Tuesday, 8 March 2011

Experience Or Experiment?

Our perceptual experience is a major part of understanding the world. Yet sometimes our perceptual experience can give seemingly contradictory accounts with previous experience, as well with the accounts of others. One interesting thing about our nature is that we have the capacity to turn perception onto itself and perceive how we perceive. As a result, science is now beginning to be able to explain what it is we perceive as a matter of brain function. The first-person recollection is able to be explained by experiment. But since the first-person experience is all we have, how are we to trust what the scientists say when what they're saying profoundly disagrees with our perceptions?

A thought experiment:
What should we trust more, our first-person experience, or the results of scientific experiment? Consider the hypothetical situation of someone who has an out-of-body experience, from there internal perspective they see themselves leaving their body and floating through the room. They are able to float through the door and into the corridor outside. The experience ends and they're back in their body. Standing in front of him is a neuroscientist utilising an electromagnetic device. The scientist explains that while the person was strapped into his chair, the scientist operated this machine, that sent electric stimulations to the brain's right angular gyris, a part of the temporal lobe. The person didn't have an OBE, just the illusion of it.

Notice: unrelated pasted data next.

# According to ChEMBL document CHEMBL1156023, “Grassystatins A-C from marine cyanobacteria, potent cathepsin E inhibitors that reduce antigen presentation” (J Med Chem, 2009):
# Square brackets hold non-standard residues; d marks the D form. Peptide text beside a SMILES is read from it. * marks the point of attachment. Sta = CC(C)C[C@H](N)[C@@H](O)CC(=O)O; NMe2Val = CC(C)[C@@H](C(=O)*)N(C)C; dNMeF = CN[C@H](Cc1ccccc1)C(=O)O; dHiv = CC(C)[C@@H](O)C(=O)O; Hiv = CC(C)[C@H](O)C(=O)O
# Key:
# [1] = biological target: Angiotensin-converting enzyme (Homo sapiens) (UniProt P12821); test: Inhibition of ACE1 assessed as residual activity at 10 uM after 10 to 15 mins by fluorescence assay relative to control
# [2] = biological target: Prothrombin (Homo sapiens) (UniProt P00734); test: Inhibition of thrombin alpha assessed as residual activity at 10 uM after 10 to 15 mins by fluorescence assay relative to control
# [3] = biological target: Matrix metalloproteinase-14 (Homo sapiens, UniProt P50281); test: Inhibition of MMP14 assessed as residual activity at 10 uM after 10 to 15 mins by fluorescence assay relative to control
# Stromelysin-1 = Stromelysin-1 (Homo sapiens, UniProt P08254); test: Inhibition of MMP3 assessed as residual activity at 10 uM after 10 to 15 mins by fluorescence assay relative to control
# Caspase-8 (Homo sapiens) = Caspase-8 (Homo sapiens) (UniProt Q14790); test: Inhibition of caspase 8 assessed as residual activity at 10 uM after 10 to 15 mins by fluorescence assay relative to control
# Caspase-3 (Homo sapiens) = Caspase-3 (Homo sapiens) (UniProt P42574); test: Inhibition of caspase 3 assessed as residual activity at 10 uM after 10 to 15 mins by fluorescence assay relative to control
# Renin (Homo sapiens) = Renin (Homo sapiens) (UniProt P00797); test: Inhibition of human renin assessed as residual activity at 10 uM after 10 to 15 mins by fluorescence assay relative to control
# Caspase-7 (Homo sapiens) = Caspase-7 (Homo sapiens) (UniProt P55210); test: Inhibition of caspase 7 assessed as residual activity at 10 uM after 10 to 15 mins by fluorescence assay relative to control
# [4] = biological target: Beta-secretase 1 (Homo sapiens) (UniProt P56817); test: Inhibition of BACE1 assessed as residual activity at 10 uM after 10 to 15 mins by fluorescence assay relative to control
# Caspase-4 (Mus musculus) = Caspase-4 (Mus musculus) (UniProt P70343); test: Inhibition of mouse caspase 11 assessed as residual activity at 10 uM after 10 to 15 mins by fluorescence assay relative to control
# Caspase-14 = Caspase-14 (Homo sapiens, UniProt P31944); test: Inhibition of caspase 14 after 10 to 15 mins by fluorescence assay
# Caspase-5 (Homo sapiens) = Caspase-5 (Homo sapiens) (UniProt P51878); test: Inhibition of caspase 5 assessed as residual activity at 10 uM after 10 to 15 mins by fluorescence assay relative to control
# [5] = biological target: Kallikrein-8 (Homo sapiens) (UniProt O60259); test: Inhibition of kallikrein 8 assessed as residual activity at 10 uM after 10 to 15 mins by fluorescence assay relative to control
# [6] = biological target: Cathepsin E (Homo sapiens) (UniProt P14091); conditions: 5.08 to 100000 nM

In this situation, what is more likely? The internal perspective gives a vivid account of experience, yet from a causal perspective the experience was a brain activity. Of course, this isn't a hypothetical situation, the technology exists already and this account parallels a paper published in Nature back in 2002. The experience seems at odds with the explanation, but the explanation has a causal role. Are we meant to dismiss that the scientist was there inducing the hallucination any more than when a brain tumour causes sexual thoughts towards young girls or that a stroke in the right occipital lobe leaves someone seeing phantoms rising out of the floor on their left-side?

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